The 2014 Texas Republican Party Platform really says this:
We strongly support a woman’s right to choose to devote her life to her family and children.
Ed Kilgore provided this quote, and I could not rest until I had verified this and seen the entire context for myself. And here it is —
Family Values – We support the affirmation of traditional Judeo-Christian family values and oppose the continued assault on those values. We strongly support a woman’s right to choose to devote her life to her family and children. We recognize her sacrifice in the face of the assault on the family. Additionally, we recognize the challenges of single parents and applaud their efforts in creating a stable and moral home.
This is the entire “family values” section. From here it goes on to saying human trafficking is bad.
If this were a game show, our choice would be Door Number One and, um, that’s it. Door Number One.
Seriously, this document is distilled and concentrated crazy. Hendrik Hertzberg and Charles Pierce, with all their rhetorical skills, still were challenged to describe how crazy this thing is, although Pierce has the stronger conclusion: “We allow ourselves only two major political parties. One of them is completely out of its fcking mind. This is a national problem.” Please read either Hertzberg or Pierce, though, so you can fully appreciate the truly epic nature of the crazy.
The other thing I’ve been reading about today are the “Reformicons,” described by Paul Waldman:
A small band of thoughtful conservatives has been saying, for some time, that if the Republican party is going to survive—and, more specifically, win a presidential election in the next decade or two—it has to change. It has to get serious about policy again, grapple with contemporary economic and social realities that simple appeals to free markets and small government don’t address, and find a way to attract voters from outside the demographic of old white people.
That sounds grand, but the actual members of this “small band,” according to Sam Tanenhaus, include people like Kate O’Beirne and Ramesh Ponnuru. And according to E.J. Dionne, the reform standards are being defined by the likes of Ross Douthat — called one of the “founding fathers” of reform — Michel Gerson, and David Frum. From what Dionne writes about it, this crew isn’t really coming up with groundbreaking new policies as much as repackaging the same crap they’ve been selling for years. Dionne writes,
At times, reform conservatism does seem more concerned with the box than its contents—more infatuated with the idea of new ideas than with new ideas themselves. But it’s also true that the Obama years produced such a large lurch to the right within conservatism that many Reformicons accept the need for readjustment and for something that looks like a governing agenda.
“Looks like” being the operative term here. This appears to me to be mostly an exercise in rhetoric rather than reform. For example —
Douthat offers a two-part test in the form of principles: First, that while our “growing social crisis” can’t be solved in Washington, “economic and social policy can make a difference nonetheless”; second, that “existing welfare-state institutions we’ve inherited from the New Deal and the Great Society … often make these tasks harder” by crowding out other forms of spending, hindering growth, and contributing to wage stagnation. So, says Douthat, “we don’t face a choice between streamlining the welfare state and making it more supportive of work and family; we should be doing both at once.”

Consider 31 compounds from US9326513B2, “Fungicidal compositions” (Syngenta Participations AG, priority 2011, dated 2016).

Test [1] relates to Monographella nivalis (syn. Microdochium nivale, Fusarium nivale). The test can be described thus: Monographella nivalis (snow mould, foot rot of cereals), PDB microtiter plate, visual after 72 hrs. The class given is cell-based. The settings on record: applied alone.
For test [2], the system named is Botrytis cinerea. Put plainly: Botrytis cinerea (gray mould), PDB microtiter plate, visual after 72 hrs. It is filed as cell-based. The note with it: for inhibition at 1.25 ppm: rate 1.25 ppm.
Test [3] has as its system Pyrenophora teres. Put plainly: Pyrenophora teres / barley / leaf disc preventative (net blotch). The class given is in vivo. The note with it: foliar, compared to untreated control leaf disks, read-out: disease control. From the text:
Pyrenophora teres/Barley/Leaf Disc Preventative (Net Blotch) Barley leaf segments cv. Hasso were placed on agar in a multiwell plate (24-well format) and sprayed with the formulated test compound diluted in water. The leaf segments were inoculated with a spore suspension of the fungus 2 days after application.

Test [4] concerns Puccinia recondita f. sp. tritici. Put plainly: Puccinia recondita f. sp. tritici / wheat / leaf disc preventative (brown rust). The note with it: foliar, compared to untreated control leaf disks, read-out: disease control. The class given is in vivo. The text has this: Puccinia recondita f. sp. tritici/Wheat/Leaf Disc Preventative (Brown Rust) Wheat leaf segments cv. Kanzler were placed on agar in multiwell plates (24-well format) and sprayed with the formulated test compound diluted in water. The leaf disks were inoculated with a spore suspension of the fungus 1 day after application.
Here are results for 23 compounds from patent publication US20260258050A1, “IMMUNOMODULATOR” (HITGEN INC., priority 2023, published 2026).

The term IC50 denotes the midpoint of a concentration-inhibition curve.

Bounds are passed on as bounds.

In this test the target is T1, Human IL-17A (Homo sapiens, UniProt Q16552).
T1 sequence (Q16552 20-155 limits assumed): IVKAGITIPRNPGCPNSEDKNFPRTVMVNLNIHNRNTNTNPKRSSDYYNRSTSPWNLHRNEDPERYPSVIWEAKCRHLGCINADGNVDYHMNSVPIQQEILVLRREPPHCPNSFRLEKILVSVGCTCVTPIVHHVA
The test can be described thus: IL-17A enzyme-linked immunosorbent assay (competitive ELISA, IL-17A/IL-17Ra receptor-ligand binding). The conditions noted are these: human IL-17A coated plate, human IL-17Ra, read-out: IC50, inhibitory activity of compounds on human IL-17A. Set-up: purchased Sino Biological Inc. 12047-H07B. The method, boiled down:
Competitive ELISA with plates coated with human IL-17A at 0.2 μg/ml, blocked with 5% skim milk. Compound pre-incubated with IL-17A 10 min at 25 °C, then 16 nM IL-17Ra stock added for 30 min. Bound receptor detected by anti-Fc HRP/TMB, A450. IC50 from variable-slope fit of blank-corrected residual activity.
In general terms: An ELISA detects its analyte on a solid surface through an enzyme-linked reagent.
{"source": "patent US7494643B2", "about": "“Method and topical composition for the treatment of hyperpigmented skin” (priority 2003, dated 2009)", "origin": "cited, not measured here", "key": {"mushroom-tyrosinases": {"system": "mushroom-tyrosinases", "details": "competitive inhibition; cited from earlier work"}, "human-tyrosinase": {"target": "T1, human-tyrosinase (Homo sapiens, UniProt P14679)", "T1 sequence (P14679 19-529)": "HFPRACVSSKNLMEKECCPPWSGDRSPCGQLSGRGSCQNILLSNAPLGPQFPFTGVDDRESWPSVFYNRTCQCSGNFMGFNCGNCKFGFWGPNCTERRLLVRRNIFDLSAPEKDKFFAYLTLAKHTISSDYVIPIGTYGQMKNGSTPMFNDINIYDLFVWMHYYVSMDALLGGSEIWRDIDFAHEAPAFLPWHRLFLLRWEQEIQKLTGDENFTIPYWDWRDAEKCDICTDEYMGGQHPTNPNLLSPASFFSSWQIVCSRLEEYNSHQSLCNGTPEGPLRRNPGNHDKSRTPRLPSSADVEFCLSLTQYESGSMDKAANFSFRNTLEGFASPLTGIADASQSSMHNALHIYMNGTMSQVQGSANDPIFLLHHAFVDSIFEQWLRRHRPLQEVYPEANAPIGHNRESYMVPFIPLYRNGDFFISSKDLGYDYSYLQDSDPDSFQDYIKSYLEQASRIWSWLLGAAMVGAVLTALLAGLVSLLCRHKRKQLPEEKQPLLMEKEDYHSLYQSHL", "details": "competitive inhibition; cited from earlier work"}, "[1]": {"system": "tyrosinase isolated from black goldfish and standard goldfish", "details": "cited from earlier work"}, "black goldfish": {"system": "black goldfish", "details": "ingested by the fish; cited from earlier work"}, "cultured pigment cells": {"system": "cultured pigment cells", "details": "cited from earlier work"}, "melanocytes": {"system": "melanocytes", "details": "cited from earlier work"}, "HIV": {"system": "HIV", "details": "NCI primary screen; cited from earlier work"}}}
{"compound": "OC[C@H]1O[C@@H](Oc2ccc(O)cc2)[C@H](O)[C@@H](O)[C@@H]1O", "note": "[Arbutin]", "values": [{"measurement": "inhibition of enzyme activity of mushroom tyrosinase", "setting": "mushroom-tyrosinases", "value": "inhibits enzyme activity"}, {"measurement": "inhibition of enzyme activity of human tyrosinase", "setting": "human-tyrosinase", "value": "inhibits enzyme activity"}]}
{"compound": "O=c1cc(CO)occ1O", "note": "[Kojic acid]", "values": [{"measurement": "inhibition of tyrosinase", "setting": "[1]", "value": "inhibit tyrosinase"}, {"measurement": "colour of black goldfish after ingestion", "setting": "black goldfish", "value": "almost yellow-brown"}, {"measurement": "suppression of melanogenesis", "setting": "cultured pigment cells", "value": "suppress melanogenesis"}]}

What the hell does any of that mean? Is this anything other than arguing that we have to cut “entitlement” programs to please the several fairies of conservative dogma — the Fiscal Discipline Fairy, the Incentive to Get a Job Fairy, and probably Paul Krugman’s favorite, the Confidence Fairy?
It hardly matters, however, because however skillfully the reformicons dress up their weak tea to make it look like actual policy, the base will shoot it down. Actual government policy? The Texas platform calls for eliminating the jobs of all “unelected bureaucrats” in the federal government, which presumably means all federal public employees who are not in the military. This is not a crew interested in “reform.” They just want to destroy. Obviously, “reform” amounts to posturing for news media, which desperately wants to believe that Republicans can be reasonable, and for sucking in a few voters who are not old white people.
It seems almost pointless to mention this but there is simply no state Democratic party in any of the 50 states that is so clearly, obviously demented. This is the Republican Party. Yuval Levin and Ramesh Ponnuru are not. In fact, I think all those bold conservative thinkers of whom the New York Times thinks so much should bring their Big Ideas down to the next Texas state Republican convention and see how far they get. John Boehner, and Mitch McConnell, and especially obvious anagram Reince Priebus, who nominally presides over Bedlam, need to be asked every day which parts of the Texas Republican platform they support and which parts they don’t. They don’t get to use the crazies to get elected and then hide behind fake Washington politesse when the howls from the hinterlands get too loud.
I agree completely.